One of the most significant investments Amazon has made was the purchase of a tiny robotics startup called Kiva Systems in 2012. Currently, at Amazon, more than 200,000 robots work and collaborate with humans to provide same-day delivery.

During the epidemic, Walmart worked quickly to handle the increasing internet demand by utilizing the latest technologies in their operations. They fulfilled customer orders with the assistance of robotic systems.

Walmart has since established a new fulfillment center called a Market Fulfillment Center (MFC), a modular fulfillment center where robot systems, rather than people, retrieve the desired goods.

Furthermore, Walmart is preparing to launch the next addition to their company, allowing customers to pick up their goods from an automated pickup center that will function in combination with MFCs.

Limitations of Robotics in Distribution Centers

The main limitation of robotic systems for companies is that these automated systems are expensive to set up. Most have high upfront costs, so companies often deliberate over whether they will see a return on their investment if they employ robotic technologies.

Another limitation is that remote handling systems are not suited to handle live products. In most cases, human workers must enter the warehouse and retrieve the live products for delivery.

It is also worth mentioning that robotic systems often cannot navigate the entire warehouse.

Commonly, robots can become stuck due to an obstacle or in a tight corner, which forces human workers to step in and finish the job.

Most robotic systems do not always work well in noisy environments or when there are many people around. The sensors used by robotic systems can be easily confused by bright lights, loud noises, and other disruptions.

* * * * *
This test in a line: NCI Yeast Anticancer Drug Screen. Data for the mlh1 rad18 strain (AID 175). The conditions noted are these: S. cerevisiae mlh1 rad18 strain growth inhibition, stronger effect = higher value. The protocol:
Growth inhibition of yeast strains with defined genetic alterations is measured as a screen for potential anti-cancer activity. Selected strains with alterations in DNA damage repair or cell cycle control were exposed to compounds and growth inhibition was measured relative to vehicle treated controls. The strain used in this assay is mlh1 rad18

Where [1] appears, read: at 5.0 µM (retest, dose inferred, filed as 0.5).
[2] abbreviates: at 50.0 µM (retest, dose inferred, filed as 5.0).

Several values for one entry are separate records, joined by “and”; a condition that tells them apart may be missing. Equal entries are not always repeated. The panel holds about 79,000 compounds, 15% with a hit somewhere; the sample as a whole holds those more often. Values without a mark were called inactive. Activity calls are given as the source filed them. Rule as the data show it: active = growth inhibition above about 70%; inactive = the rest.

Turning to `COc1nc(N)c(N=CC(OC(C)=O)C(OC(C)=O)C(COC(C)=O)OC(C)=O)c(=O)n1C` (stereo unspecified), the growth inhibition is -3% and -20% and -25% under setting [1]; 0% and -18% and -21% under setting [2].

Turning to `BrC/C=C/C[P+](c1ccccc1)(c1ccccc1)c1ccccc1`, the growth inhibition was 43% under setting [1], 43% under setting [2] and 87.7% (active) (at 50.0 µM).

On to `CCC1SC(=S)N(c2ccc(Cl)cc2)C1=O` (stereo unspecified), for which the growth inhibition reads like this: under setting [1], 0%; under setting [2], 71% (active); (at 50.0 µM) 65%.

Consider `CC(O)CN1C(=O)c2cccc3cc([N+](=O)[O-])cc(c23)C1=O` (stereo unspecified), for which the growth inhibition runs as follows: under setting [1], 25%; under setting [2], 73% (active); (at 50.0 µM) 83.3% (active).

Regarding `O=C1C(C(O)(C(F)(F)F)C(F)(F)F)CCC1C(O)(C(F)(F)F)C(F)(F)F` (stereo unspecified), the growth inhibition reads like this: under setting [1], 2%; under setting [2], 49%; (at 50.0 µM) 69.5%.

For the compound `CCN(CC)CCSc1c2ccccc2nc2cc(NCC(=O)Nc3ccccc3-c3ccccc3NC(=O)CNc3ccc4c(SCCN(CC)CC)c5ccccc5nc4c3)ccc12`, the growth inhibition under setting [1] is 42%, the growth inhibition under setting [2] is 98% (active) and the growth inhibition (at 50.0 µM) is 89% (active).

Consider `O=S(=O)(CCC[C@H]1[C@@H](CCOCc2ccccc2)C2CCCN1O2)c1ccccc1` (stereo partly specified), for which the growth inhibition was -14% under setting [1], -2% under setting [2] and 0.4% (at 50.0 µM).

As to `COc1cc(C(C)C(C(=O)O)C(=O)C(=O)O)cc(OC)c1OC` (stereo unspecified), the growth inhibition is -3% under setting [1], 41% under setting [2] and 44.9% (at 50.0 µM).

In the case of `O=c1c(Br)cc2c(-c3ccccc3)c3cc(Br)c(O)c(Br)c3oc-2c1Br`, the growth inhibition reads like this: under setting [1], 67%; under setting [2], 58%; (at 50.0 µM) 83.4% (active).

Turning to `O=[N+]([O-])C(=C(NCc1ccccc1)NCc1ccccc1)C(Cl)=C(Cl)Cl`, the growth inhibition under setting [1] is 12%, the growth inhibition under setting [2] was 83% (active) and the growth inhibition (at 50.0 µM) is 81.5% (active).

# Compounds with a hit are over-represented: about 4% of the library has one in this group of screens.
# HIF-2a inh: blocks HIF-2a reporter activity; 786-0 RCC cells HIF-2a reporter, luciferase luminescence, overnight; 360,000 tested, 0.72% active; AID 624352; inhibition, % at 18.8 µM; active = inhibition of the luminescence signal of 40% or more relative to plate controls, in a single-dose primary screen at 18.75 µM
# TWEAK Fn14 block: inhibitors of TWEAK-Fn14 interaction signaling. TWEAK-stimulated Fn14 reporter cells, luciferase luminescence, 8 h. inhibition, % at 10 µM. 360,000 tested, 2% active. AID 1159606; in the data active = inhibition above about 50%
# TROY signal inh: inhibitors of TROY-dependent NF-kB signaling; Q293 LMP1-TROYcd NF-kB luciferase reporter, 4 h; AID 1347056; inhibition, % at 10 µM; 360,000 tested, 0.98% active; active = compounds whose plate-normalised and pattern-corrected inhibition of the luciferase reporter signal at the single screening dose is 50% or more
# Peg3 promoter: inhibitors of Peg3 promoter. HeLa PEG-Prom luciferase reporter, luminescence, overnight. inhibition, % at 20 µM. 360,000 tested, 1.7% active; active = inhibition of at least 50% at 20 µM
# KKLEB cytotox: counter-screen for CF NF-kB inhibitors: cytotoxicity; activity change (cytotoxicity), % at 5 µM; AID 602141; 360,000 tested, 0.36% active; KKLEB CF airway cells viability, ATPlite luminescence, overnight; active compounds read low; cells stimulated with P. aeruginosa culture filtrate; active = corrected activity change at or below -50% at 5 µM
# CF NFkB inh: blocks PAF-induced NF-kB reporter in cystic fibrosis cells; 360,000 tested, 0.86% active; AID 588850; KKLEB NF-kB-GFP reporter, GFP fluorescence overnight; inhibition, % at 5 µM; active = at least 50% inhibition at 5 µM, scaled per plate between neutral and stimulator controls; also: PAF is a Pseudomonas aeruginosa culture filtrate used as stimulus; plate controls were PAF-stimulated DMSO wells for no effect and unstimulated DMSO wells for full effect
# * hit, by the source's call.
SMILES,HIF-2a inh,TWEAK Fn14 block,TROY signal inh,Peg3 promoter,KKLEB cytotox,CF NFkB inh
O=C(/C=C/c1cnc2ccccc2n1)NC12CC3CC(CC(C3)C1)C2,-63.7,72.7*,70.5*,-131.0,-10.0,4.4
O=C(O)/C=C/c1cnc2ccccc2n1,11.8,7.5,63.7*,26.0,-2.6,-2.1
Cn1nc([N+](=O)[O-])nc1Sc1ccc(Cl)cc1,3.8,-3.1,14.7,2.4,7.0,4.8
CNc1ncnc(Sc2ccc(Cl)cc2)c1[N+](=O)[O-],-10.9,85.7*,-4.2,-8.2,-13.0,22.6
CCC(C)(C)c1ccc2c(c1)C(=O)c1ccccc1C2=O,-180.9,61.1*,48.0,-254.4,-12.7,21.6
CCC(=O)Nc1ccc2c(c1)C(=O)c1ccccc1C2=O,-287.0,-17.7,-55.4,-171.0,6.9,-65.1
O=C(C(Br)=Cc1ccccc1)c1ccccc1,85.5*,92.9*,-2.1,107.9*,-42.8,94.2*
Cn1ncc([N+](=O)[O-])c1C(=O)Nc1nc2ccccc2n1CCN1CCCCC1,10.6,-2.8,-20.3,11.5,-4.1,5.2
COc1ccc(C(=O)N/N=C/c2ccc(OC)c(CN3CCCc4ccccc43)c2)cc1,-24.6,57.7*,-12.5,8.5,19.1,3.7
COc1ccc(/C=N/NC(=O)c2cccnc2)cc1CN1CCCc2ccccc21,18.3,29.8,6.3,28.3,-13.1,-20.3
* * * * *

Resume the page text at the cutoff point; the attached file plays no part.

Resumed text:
Yet, even with these limitations, the overall benefits of robotic systems are far greater than the limitations, increasing the efficiency and, in turn, the revenue generated by the distribution and fulfillment centers.

What Makes a Successful Mobile Manipulation Robot?

References and Further Reading

Bowman, R. (2022) Watch The Real Role of Robots in Fulfillment Centers. Supply Chain Brain. Available at: https://www.supplychainbrain.com/articles/34909-watch-the-real-role-of-robots-in-fulfillment-centers  

Ibbotson, M. (2018). Associates and Alphabot Team Up to Make Walmart’s Popular Grocery Pickup Service Even Better. Walmart (Online). Available at: https://corporate.walmart.com/newsroom/2018/08/03/associates-and-alphabot-team-up-to-make-walmarts-popular-grocery-pickup-service-even-better 

HAIROBOTICS (2022). HAIPICK System Boosts Micro-fulfillment Centers in Europe for Faster Online Orders. HaiRobotics. Available at: https://www.hairobotics.com/blog/micro-fulfillment-centers  

Simon, M. (2019). Inside the Amazon Warehouse Where Humans and Machines Become One. Wired. Available at: https://www.wired.com/story/amazon-warehouse-robots/ 

Systems, 6. R. (2022). What is warehouse robotics?. 6River. Available at: https://6river.com/what-is-warehouse-robotics/ 

Disclaimer: The views expressed here are those of the author expressed in their private capacity and do not necessarily represent the views of AZoM.com Limited T/A AZoNetwork the owner and operator of this website. This disclaimer forms part of the Terms and conditions of use of this website.

Umar Sajjad

Written by

Umar Sajjad

Umar is a mechatronics and mechanical engineer by trait with a deep interest in Artificial Intelligence, Robotics and Cognitive Science. He is an avid learner with a book always in his hand, always looking for something new to learn. Umar mostly spends his free time involved in sports and fitness with football, hiking and the gym as part of his daily routine.